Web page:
Well, here I go again, trying to resurrect the ATS of olden days with an actual debate about a major question that seems to be on a lot of minds.
So please, can we keep this one civil? No angry tirades about Hitler or dictators or evil people, OK? This is not in the Mud Pit for a reason.
Supreme Court Justice Ruth Bader Ginsberg has died less than two months before an election that seems to be shaping up in the spirit of 2020...
meaning if something can go wrong, it likely will. After all, we have been through so much bad this year, everything from murder hornets to record
wildfires to hurricane floods to pandemics to rioters burning down sections of the cities. Now there is a vacancy in the US Supreme Court, leaving
open the possibility that any case sent before it will result in a 4-4 tie.
In 2016, when Justice Anthony Scalia passed away, President Obama nominated Judge Merrick Garland to fill the vacancy. The Republican Senate, under
the control of Senator Mitch McConnell, refused to hold hearings on the appointment until after the election. This was justified by quoting a little
known (at least, little known to me at the time) rule that in the last year of a lame duck President (Obama was finishing up his second term and was
ineligible for a third term), a Senate with a majority of the opposing party to the President would wait until the election to consider a
Now, at the time, while I was relieved Merrick Garland would not be a Supreme Court Justice, that seemed a flimsy excuse to me. The Constitution is
clear about court appointments: the President nominates a replacement, and the Senate then can either consent or not. Technically, this is what
happened. Obama nominated Garland, and the Senate refused to consent. The problem was that they refused to even consider Garland, and I made the
statement at the time (maybe on here; I don't really remember) that this decision was going to bite someone in the butt just as hard as Harry Reid's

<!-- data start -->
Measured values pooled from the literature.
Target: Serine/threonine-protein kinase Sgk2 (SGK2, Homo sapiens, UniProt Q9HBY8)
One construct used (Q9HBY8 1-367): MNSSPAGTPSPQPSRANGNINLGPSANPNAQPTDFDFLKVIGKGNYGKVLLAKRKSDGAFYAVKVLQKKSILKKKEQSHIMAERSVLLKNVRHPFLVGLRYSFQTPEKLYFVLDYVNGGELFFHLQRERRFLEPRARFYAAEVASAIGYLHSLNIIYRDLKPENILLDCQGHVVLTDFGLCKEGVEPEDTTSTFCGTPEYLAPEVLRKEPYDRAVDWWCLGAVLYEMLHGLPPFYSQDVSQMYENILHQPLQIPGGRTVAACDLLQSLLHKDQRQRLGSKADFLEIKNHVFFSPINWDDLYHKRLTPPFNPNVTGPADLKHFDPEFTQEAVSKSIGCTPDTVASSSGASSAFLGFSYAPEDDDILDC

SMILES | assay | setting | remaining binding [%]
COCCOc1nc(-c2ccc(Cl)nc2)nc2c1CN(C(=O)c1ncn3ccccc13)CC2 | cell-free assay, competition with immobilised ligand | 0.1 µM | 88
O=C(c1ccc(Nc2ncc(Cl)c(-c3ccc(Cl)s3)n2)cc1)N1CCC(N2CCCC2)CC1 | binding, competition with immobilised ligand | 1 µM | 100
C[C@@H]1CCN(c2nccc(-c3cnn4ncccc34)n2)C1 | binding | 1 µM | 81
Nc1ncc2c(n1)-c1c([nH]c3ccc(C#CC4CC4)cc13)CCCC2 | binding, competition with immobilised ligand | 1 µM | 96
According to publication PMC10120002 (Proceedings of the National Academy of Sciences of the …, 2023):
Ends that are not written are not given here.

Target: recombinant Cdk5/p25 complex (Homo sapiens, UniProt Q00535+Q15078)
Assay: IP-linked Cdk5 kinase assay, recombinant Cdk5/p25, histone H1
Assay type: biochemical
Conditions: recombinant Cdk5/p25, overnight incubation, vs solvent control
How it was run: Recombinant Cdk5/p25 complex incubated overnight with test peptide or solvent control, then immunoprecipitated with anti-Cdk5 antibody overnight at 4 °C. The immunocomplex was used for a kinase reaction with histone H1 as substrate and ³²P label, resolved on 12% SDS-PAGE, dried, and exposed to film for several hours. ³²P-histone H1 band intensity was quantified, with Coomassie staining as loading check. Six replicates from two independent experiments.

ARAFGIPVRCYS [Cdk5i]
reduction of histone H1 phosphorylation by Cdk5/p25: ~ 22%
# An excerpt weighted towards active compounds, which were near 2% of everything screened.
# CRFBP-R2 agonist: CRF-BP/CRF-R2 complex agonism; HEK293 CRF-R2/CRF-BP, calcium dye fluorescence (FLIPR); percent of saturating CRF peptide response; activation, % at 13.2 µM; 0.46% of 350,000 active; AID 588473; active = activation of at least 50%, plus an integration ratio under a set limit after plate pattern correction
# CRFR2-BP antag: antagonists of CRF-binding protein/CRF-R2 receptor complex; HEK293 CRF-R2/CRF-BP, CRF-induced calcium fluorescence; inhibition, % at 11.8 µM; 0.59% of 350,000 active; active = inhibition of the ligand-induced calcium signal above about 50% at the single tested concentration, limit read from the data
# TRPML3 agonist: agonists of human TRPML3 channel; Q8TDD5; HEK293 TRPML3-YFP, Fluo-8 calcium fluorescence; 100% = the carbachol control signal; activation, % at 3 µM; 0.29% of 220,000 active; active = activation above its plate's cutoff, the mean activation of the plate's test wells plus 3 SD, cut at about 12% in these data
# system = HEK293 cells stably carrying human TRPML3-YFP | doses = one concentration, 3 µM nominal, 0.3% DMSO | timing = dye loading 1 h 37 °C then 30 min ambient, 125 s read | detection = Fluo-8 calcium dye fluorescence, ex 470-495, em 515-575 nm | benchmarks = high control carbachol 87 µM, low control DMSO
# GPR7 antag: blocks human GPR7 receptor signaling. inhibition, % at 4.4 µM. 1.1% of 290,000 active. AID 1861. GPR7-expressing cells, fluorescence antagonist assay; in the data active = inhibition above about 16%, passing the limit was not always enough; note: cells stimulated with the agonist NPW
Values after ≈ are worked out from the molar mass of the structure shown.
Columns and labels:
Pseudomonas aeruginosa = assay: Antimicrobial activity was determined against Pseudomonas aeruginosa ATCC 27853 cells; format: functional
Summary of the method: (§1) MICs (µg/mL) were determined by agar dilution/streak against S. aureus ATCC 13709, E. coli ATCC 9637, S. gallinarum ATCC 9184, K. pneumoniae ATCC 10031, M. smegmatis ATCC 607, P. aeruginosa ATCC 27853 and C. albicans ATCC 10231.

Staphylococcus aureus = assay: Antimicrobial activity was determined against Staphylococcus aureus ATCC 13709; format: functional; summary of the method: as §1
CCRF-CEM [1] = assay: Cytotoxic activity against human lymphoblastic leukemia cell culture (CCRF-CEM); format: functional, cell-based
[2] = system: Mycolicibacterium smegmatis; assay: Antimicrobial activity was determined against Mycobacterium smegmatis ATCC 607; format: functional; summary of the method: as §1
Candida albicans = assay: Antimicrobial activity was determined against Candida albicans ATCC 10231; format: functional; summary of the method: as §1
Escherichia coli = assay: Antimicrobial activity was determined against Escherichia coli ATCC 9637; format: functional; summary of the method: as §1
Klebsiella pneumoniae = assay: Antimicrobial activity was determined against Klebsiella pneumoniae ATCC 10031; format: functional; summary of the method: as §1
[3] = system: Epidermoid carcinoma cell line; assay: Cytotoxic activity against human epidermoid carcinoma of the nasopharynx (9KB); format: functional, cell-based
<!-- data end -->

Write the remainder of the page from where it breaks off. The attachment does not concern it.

decision to stop the filibuster on nominees.
And, so it did.
Now we have a question as to whether or not the Senate should go forward with hearings. It does seem hypocritical, even though Trump is not a lame
duck and the Senate is of the same majority as the President. I see no reason why Trump should not nominate a successor to Ginsberg; after all, Obama
nominated a successor to Scalia. There would seem to be no legitimate issue there; Trump is well within his Constitutional authority to do so, and has
said he will do so. The issue, it seems to me, lies with the Senate.
So, what should the Senate do? How will holding a hearing affect the results of the election? Will the electorate be turned off by the apparent
hypocrisy, or will a 3rd Constitutionalist Justice in Trump's first term actually energize the electorate for the Republicans? We know that a large
part of Trump's appeal in 2016 was his promise to nominate Constitutionalist Justices.
There are other considerations. Right now, the Supreme Court is leaning Constitutionalist by a count of 4-1-3 (I count Chief Justice Roberts as an
undecided, since he tends to shift between Constitutionalist and Activist positions). A Constitutionalist Justice would shift that balance to 5-1-3
and solidify the Supreme Court as Constitutionalist. But if doing so will cause a shift of the Senate Majority and Presidency to Democratic control,
that may be a moot point. Democratic leadership has already stated that they intend to expand the Supreme Court, leaving multiple vacancies for the
next President to fill, and that is their prerogative
]. The Constitution establishes the Supreme Court, but is mute on how
many Justices it contains. That is left up to Congress (subject of course to Presidential veto).
On the other hand, the election could come down to a Supreme Court decision. In that case, we could possibly have a true Constitutional crisis should
the Supreme Court be unable to render a decision due to a tie. In that case, if there is no President or Vice President after Inauguration Day, does
the Speaker of the House fill that role as next in line? Remember that the Speaker of the House come January 20 may or may not be Nancy Pelosi. She is
Speaker now, but if the balance of power shifts in the House that would change as well. Likely it would be McCarthy (Republican leader in the House)
who would take control in that case.
Then there is the fact that whatever the Senate does may not change a single vote. This is a very divisive election; most people, I believe, have
already made up their minds and it will take an awful lot to change them. The economy is still struggling back to life while the pandemic that caused
it to stall is still in the news. Those issues would seem to affect people's lives more directly than a Supreme Court Justice confirmation, and the
economy was also a major reason for Trump support in 2016.
Talk about 4D chess! I think we are staring at it for real.
So I'd be interested in hearing what our members think about this... what do you think the right decision should be?
And please remember to be nice.
: Democrats are threatening to expand
the Supreme Court. Good.
: Dems threaten to pack Supreme Court if Trump gets nominee confirmed